We are delighted to confirm that government has today announced the supplementary funding for maintained nursery schools will continue for the whole of 2020-21 financial year, alongside announcements of inflationary increases for all 2-year-old funded places and most 3- and 4-year-olds.
The press release from DfE says:
The Education Secretary Gavin Williamson also confirmed continuation of supplementary funding for Maintained Nursery Schools for 2020-21, providing reassurance for these settings which tend to care for higher numbers of disadvantaged children, often most at risk of falling behind....
In recognition of the need for certainty about the 2020-21 financial year in maintained nursery schools, we have today announced the continuation of the additional funding which will be provided to local authorities to enable them to fund maintained nursery schools at higher rates.
Details have not yet been released of the actual amounts per local authority for supplementary funding, but a technical note has been released which states:
Since the introduction of the EYNFF, local authorities have received supplementary funding for maintained nursery schools (MNS) on top of their EYNFF allocation. This is to protect their MNS funding at their 2016-17 level for the universal 15 hours.
Supplementary funding for MNS will be allocated to local authorities in 2020-21 at their 2019-20 supplementary funding rate.
The supplementary funding rate is the difference between the ‘provider equivalent rate’ and the 2016-17 MNS baseline. Please see the EYNFF: technical note for 2019 to 2020 on the calculation for the 2019-20 ‘provider equivalent’ funding rate.
Crucially, the ministerial statement from Nick Gibb says in relation to future funding:
I can also confirm that the government remains committed to funding for MNS in the longer term; and that any reform to the way they are funded in future will be accompanied with funding protections.
While funding will still be tight, these announcements take nursery schools a few steps back from the cliff edge, and are a hugely welcome recognition of their importance to the sector as a whole.
Early Education Chief Executive, Beatrice Merrick, said:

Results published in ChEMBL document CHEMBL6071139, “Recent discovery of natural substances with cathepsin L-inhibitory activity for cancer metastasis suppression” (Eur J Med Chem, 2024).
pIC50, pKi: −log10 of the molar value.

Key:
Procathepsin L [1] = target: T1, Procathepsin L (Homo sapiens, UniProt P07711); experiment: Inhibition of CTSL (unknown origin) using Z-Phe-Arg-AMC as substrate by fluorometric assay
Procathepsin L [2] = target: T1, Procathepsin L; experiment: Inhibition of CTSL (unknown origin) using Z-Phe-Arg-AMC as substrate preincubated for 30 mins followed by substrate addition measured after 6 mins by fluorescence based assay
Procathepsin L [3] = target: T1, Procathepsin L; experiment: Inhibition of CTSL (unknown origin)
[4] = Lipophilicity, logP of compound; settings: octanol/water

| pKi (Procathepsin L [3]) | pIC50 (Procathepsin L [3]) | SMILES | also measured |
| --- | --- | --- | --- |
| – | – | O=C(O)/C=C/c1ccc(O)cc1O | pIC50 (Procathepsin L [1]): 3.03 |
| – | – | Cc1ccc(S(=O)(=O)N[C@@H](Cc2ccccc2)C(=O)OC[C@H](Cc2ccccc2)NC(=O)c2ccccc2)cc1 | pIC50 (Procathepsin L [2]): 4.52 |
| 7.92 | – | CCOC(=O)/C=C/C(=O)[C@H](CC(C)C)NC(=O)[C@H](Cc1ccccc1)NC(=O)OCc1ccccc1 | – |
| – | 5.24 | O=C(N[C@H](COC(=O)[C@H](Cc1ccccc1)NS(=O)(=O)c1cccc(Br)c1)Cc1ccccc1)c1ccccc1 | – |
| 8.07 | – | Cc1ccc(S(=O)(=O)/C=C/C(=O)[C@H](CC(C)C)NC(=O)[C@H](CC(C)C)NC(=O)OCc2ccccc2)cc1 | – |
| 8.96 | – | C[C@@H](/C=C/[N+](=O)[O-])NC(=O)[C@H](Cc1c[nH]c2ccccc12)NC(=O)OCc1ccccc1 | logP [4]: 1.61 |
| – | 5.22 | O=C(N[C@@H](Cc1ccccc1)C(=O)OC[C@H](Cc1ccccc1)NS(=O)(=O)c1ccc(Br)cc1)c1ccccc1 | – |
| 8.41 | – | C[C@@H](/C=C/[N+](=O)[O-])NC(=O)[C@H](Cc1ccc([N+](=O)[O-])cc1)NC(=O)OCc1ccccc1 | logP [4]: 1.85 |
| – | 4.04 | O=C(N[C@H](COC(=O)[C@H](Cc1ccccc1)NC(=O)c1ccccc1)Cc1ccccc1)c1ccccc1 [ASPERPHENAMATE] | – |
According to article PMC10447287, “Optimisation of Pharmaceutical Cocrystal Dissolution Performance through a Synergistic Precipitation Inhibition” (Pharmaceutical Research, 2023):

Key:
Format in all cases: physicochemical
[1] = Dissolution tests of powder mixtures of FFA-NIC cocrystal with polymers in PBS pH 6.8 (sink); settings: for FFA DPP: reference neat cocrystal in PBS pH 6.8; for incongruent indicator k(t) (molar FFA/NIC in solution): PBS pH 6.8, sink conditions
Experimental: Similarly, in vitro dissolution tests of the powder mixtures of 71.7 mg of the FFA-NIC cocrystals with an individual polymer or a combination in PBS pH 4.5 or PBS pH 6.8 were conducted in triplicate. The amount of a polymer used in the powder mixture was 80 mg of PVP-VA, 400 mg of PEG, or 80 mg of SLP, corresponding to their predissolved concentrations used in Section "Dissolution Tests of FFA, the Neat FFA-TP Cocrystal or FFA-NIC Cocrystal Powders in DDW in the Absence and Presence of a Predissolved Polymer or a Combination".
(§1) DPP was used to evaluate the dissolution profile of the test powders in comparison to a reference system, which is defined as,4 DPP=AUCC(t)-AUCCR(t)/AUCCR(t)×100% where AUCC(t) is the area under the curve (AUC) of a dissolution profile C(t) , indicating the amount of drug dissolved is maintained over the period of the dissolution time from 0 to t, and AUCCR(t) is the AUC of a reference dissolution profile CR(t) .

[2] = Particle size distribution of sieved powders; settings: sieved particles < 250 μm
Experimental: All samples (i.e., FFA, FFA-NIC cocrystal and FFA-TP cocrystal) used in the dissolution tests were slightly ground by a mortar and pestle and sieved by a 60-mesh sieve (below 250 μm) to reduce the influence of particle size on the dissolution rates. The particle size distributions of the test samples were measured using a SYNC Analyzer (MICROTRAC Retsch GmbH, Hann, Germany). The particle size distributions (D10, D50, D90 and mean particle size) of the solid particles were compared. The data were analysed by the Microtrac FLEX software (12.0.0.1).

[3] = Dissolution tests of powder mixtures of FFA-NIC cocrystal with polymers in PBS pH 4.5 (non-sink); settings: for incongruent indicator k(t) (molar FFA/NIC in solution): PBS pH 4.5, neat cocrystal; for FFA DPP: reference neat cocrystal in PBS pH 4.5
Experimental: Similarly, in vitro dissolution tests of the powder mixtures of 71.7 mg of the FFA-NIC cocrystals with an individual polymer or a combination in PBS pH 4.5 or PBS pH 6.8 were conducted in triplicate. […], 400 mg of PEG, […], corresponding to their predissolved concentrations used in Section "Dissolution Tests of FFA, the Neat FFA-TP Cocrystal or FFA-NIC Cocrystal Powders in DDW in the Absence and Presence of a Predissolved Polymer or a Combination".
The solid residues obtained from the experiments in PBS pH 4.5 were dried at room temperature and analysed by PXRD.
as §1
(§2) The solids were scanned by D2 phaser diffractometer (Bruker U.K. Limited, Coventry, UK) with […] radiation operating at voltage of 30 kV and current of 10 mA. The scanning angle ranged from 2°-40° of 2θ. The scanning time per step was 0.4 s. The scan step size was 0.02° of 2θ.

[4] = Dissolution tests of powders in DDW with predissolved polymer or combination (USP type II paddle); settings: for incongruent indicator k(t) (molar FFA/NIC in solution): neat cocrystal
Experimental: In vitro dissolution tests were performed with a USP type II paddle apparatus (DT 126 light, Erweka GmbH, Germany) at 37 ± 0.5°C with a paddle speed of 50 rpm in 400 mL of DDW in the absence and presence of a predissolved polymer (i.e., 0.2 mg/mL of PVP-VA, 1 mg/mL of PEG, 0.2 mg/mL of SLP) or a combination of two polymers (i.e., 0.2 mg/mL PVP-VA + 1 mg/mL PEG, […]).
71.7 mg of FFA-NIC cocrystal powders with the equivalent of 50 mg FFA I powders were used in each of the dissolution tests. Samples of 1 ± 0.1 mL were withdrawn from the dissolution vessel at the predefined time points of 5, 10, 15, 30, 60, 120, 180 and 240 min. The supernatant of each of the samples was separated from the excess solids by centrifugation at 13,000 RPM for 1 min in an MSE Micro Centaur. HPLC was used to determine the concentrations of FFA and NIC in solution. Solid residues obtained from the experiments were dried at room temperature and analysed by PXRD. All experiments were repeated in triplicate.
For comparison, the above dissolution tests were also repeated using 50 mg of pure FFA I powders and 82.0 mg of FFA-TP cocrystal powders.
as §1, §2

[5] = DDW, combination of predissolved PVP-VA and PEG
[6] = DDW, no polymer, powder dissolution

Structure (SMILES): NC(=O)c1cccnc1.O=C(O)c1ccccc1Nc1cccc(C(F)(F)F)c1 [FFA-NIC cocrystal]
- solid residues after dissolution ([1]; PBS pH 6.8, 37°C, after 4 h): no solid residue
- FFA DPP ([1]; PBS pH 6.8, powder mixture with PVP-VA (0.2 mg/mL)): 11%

Early Education welcomes confirmation of supplementary funding for maintained nursery schools for the full 2020-21 year, and government's signals of a long term commitment to this small but vital part of the early years sector. We are delighted that ministers understand they key role nursery schools play in the sector. We also welcome the inflationary increases for the hourly funding rates, although we know that more is needed to take quality in the sector to a level which makes a difference to children's outcomes.
Lucy Powell MP, Chair of the All Party Parliamentary Group on Nursery Schools, Nursery and Reception Classes said:
I am really pleased that the government has listened to the cross-Party campaign of parents, head teachers, governors, staff, unions and MPs and extended supplementary funding for the next academic year so that nursery schools can have some certainty. This reprieve is welcome news, but with a fifth of maintained nursery schools in deficit it’s time for government to come forward with concrete proposals to ensure that nursery schools have sustainable future funding for the long terms which recognises the centres of early years excellence and engines of social justice that they are. We still need a long term solution but this announcement is a real help.
Early Education (The British Association for Early Childhood Education) is the leading independent national charity for early years practitioners and parents, campaigning for the right of all children to education of the highest quality. Founded in 1923, it has members in England, Northern Ireland, Scotland and Wales and provides a national voice on matters that relate to effective early childhood education and care of young children from birth to eight. The organisation supports the professional development of practitioners through publications, training, conferences, seminars and access to a national and regional branch network. For more information on the work of Early Education visit www.early-education.org.uk